The wicked remain wicked because they love pleasure, or themselves, rather than God. They love themselves too much not to indulge themselves in those pleasures that are forbidden by God. They loved themselves more than other people, to the point that they got themselves involved in questionable practices, which provoked the weaker saints to fall into sin. (1 Corinthians 8:10-12)

Selfishness does destroy people!

Yet, Paul left the list of mortal sins committed in the wilderness incomplete! The greatest killer was left out of the list.

Let us recall the death toll of the sins expressly mentioned. Idolatry cost about 3,000 lives (Exodus 32:28) plus an unspecified number of people who died later because of a plague. (Exodus 32:35) Adultery and fornication took away a breathtaking 23,000 lives. (1 Corinthians 10:8) Many, but obviously less than in the previous two cases, were killed by snakes for testing the Lord. (Numbers 21:6) Some were felled by the destroyer for grumbling. (1 Corinthians 10:10)

We must also include the rebellion against the spiritual authority of Moses and Aaron inspired by Korah, Dathan, and Abiram. (A rebellion that transported the three ringleaders with most of their house hold members alive into the grave.) (Numbers 16:23-33) Fire came from the Lord and consumed the 250 men who were unrighteously offering up incense (Numbers 16:35) and exterminated 14,700 grumblers the next day. (Numbers 16:49)

Still, these death toll rates were by no means the highest known during the wanderings in the wilderness. The greatest number of them, 603,550 males (this number does not include the Levites) (Numbers 1:46; 2:32), perished for their refusal to enter the Promised Land. (Numbers 14:1-35)

Why did Paul not plainly name this atrocious sin? My guess is that the Corinthians were so familiar with the story and its results that naming it was not necessary.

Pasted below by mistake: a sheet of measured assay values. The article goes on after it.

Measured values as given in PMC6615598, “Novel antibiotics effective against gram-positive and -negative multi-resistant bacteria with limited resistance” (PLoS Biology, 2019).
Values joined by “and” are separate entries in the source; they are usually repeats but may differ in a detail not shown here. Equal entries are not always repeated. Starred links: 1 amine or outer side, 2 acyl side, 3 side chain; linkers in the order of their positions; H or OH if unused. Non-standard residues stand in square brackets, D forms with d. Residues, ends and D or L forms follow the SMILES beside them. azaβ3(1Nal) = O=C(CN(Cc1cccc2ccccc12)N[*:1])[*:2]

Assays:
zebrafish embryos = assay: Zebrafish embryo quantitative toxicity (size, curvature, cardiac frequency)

Let us reason. Why did they all die? Why did all the males of the older generation, save Joshua and Caleb, sprinkle the wilderness with their bones? They fell, because they were afraid of the strong nations of the Promised Land, their fortified cities and their giants. They were afraid for their lives. They were not at all sure that God meant them good. At the bottom of their refusal to follow God fearlessly was their lack of knowing God! (Psalm 95:10-11) They did not know God and therefore they clung to their own selfish desires as flies do to sticky fly trap tape.

Selfishness does ruin people!

It destroys individuals and some of those that they are able to influence around them. Left alone to grow and flourish, selfishness can even result in having the gates of the Kingdom of Heaven shut before your face.

Paul brought this Old Testament story up as a “wake-up call” for the body of believers soiled with selfishness. Still, his goal was not only to present a negative example unto them. He also sought to inspire them by the positive examples of Joshua and Caleb, who did enter the Land, and played out their roles in God’s master plan. They had learned that there was no better place in life than to be in the center of God’s will.

These events should wake us up, so that we will re-evaluate our ways. We must strive ever more earnestly to know our God, our Creator and His plans for our lives; and, then to follow Him obediently wherever He leads us.